Methods to achieve highly oriented thin films (i.e., films with molecules generally oriented in a direction parallel to the plane of the film) are known in the art. For example, in liquid crystal panel fabrication, a highly oriented polyimide thin film is obtained by rubbing the surface of the polymer coated substrate lightly in a single direction with a cotton cloth. Ueda and coworker (Y. Ueda, Jpn. J. Appl. phys. 34, 3876 (1995)) have also disclosed a method to attain highly oriented polytetrafluoroethylene thin films by rubbing mechanically. Also, a film of a liquid crystal polymer can be oriented by an electric or magnetic field pulling at temperature close to its glass transition temperature. The film maintains its orientation after it has been cooled to room temperature under the pulling electric or magnetic field. Akiyama et al. (U.S. Pat. No. 5,468,519, entitled “Method for Forming an Orientation Film Including Coupling an Organic Compound to a Silane Coupling Agent in a Magnetic or Electrical Field”, issued Nov. 21, 1995) also disclosed a method for forming an orientation film including coupling an organic compound to a silane coupling agent in a magnetic or electric field.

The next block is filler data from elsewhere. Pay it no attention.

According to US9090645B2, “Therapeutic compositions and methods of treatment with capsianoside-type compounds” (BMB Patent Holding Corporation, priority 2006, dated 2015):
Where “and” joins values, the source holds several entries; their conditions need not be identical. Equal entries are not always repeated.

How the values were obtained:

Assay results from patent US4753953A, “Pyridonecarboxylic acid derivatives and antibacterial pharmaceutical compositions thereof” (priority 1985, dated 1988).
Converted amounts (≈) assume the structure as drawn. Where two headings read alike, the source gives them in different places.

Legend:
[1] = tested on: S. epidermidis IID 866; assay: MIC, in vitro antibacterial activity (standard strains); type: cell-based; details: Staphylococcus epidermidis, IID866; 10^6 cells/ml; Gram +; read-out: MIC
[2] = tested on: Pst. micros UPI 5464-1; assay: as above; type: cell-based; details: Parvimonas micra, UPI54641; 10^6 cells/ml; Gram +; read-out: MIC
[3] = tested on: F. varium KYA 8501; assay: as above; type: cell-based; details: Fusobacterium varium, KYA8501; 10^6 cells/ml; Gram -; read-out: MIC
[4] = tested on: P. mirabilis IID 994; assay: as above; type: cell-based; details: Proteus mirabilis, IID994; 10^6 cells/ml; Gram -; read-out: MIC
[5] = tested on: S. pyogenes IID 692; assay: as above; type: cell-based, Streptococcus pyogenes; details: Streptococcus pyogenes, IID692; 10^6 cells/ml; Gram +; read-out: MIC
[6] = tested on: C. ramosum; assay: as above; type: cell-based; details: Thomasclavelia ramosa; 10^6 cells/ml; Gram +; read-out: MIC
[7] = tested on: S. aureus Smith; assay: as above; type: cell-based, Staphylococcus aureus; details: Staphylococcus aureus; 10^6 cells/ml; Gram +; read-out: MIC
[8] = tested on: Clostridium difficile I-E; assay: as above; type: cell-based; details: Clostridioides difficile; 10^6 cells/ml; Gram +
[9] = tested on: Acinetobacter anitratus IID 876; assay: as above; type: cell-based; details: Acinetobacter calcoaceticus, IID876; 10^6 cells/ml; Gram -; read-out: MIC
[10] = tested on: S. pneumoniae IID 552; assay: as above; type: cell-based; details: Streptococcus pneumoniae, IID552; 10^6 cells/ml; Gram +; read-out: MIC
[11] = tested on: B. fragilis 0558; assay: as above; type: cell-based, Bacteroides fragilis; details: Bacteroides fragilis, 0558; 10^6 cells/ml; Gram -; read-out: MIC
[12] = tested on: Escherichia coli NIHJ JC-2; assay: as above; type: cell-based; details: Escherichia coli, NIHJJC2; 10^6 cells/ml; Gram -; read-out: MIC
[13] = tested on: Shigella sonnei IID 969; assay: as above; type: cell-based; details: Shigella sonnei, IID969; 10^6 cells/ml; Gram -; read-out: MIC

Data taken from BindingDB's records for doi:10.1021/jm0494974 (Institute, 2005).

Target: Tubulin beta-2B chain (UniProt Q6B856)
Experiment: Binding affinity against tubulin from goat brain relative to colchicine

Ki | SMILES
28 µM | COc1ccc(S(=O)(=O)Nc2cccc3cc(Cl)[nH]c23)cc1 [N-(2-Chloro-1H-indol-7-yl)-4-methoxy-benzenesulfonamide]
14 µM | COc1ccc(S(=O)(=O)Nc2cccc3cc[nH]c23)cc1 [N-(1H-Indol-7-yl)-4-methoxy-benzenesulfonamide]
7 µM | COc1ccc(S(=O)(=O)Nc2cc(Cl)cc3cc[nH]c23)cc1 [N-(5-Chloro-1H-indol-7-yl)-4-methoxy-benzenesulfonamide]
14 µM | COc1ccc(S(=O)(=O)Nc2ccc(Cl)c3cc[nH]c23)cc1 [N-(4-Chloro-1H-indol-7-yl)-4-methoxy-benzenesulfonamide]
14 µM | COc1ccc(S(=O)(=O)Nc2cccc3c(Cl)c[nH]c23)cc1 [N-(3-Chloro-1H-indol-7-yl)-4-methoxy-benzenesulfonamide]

In the specific embodiments disclosed, the orientation film acts as a foundation or seed for the organic semiconductor layer to grow or deposit uniaxially. The orientation direction of the orientation film should be arranged so that the film of organic semiconductor material aligned on the orientation film has the highest mobility in the source to drain electrode direction.